Building Apache Tomcat from source is easy, and is the first step to building your own Tomcat mods. Comprehensive instructions are provided by Apache in the BUILDING.txt file. This article will augment those steps with screenshots and a few helper scripts to make the job a bit easier. If you haven’t already done so, provision a plain Linux virtual machine. Directions for this process can be found in this article.
What is Apache Tomcat?
If you are reading this article and do not already know the answer to this question, you are probably in the wrong place. Apache Tomcat is a web container. It is a free open source implementation of the Jakarta Servlet, Jakarta Server Pages, Jakarta Expression Language, Jakarta WebSocket, Jakarta Annotations and Jakarta Authentication specifications. In a nutshell, Tomcat provides an HTTP web server environment for hosting Java code.
Virtual Machine Setup
As mentioned earlier, directions for creating an Ubuntu virtual machine can be found here. We will use that same process to create a standard Linux workstation with the following specifications:
- OS: Ubuntu 22 LTS (although any modern version will be fine)
- Minimal installation
- RAM: 4GB
- Drive: 20GB
Next we install the tools needed to compile Tomcat by cloning a helper repository maintained by AttainIT Technologies.
$ cd ~ $ sudo apt install git -y $ git clone https://github.com/AttainIT-Technologies/vm-bootstrap-ubuntu.git $ cd tomcat-dev
Finally we run the bootstrap script which will install java and ant, as well as download the source and setup the Tomcat build directory. The setup script is small and can be viewed here.
At this point we have completed our workstation setup and are ready to build Apache Tomcat from source.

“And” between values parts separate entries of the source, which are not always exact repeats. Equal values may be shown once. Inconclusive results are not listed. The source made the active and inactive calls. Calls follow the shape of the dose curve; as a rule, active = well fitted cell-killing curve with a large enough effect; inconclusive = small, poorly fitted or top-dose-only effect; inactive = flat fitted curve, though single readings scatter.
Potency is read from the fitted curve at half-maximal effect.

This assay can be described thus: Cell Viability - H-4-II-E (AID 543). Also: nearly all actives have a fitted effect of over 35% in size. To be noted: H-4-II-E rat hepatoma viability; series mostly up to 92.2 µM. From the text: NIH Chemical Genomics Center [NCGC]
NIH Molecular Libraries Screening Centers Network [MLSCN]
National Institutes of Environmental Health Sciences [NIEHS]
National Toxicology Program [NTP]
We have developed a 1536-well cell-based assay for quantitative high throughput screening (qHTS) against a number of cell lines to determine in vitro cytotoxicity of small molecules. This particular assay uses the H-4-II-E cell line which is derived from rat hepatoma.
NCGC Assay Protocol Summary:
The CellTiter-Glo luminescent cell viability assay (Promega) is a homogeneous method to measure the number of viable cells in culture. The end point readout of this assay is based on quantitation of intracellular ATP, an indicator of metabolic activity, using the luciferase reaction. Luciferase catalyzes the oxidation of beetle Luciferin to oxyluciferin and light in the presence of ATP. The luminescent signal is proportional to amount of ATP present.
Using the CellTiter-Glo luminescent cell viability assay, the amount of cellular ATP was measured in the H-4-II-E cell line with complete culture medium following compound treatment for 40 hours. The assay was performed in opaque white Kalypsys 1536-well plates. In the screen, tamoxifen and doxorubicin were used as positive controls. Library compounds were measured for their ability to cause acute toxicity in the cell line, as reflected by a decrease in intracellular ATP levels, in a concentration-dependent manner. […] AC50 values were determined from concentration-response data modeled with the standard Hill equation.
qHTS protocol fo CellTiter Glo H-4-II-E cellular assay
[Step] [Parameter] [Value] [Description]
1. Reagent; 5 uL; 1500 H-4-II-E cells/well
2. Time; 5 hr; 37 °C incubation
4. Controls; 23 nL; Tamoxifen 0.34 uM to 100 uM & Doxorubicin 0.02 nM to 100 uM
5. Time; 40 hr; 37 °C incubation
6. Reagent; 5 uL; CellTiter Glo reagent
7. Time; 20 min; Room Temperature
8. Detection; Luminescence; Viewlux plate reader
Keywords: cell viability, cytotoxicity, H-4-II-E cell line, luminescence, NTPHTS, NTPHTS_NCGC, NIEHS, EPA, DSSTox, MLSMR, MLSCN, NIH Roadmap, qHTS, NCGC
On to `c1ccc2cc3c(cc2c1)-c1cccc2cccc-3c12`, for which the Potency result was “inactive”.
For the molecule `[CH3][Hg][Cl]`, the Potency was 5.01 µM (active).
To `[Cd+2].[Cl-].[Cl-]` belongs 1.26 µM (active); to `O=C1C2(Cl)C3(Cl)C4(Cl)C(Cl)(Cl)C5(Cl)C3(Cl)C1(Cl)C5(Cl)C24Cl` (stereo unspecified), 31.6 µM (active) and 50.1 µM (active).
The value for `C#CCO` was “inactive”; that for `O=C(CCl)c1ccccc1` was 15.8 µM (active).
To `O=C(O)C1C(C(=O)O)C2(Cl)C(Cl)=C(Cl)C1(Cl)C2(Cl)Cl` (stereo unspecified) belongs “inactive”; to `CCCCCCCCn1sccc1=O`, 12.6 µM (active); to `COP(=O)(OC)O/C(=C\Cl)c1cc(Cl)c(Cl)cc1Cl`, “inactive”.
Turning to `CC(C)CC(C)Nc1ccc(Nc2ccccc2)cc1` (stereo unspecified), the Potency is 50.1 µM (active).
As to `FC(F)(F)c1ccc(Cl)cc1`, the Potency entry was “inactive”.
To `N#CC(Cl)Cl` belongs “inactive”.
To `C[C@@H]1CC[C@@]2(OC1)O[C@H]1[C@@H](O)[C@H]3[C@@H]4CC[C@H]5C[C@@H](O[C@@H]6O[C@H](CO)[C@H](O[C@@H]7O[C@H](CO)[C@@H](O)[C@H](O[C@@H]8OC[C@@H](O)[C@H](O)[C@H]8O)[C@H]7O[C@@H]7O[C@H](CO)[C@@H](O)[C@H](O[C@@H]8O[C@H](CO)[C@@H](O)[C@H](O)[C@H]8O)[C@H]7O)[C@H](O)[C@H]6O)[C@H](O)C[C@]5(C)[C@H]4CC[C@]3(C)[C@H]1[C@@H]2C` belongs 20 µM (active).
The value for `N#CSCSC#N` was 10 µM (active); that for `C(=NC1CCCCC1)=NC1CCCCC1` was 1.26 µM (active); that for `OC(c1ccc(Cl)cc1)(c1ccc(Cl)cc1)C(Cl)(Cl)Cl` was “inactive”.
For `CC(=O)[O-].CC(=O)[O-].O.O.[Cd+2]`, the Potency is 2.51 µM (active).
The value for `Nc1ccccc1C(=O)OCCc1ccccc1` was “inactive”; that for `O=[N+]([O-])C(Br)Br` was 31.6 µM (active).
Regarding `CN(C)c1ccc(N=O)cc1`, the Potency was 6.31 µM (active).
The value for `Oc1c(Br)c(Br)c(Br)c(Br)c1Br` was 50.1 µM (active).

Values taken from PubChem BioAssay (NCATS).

Building Apache Tomcat from Source
Now that we have our workstation, we can build the source. Since we cloned the default branch, we have the main branch of Tomcat (most recent updates). Depending on your needs, you could replace this code with one of the other branches for Tomcat v8.x or 9.x releases.
Compile the source by running the following commands:
$ cd $TOMCAT_SRC $ ant
The build is a bit like jumping into a time machine, as it still uses Apache Ant for its build tool. Depending on your workstation’s horsepower, the build could take up to several minutes to complete.
Once complete, you can change into the output directory and see the results.
Looking at the build directory should look very familiar, as it is a standard Tomcat distribution as you would normally download directly from Apache.
Since our source code has been compiled into executable binaries, lets continue on and launch our web container.
Running Apache Tomcat
Before launching our server, we should first check our version:
Buried in the results above you can see that we have built Apache Tomcat version 10.1.0-M18-dev. Launch the server by running startup:
Finally, open the console in a browser:
Congratulations, you have built the latest milestone release of Apache Tomcat.
Inspecting the Apache Tomcat Source
The bootstrap script also installs a recent copy of Microsoft Visual Studio Code. Use that IDE to inspect the Tomcat source code by running the following commands:
$ cd $TOMCAT_SRC $ code .